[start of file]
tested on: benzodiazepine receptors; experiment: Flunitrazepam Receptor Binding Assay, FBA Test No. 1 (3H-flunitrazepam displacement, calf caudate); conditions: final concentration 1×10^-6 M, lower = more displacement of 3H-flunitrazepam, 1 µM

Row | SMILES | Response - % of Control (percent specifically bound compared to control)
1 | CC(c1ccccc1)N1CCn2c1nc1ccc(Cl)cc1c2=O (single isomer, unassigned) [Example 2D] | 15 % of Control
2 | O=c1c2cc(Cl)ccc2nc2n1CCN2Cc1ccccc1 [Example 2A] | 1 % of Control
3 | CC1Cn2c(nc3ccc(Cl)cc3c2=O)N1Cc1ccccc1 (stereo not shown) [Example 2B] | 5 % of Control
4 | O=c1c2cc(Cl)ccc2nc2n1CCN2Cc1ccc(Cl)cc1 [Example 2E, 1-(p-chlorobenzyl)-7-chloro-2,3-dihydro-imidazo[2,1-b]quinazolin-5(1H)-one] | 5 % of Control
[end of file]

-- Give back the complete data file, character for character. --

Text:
tested on: benzodiazepine receptors; experiment: Flunitrazepam Receptor Binding Assay, FBA Test No. 1 (3H-flunitrazepam displacement, calf caudate); conditions: final concentration 1×10^-6 M, lower = more displacement of 3H-flunitrazepam, 1 µM

Row | SMILES | Response - % of Control (percent specifically bound compared to control)
1 | CC(c1ccccc1)N1CCn2c1nc1ccc(Cl)cc1c2=O (single isomer, unassigned) [Example 2D] | 15 % of Control
2 | O=c1c2cc(Cl)ccc2nc2n1CCN2Cc1ccccc1 [Example 2A] | 1 % of Control
3 | CC1Cn2c(nc3ccc(Cl)cc3c2=O)N1Cc1ccccc1 (stereo not shown) [Example 2B] | 5 % of Control
4 | O=c1c2cc(Cl)ccc2nc2n1CCN2Cc1ccc(Cl)cc1 [Example 2E, 1-(p-chlorobenzyl)-7-chloro-2,3-dihydro-imidazo[2,1-b]quinazolin-5(1H)-one] | 5 % of Control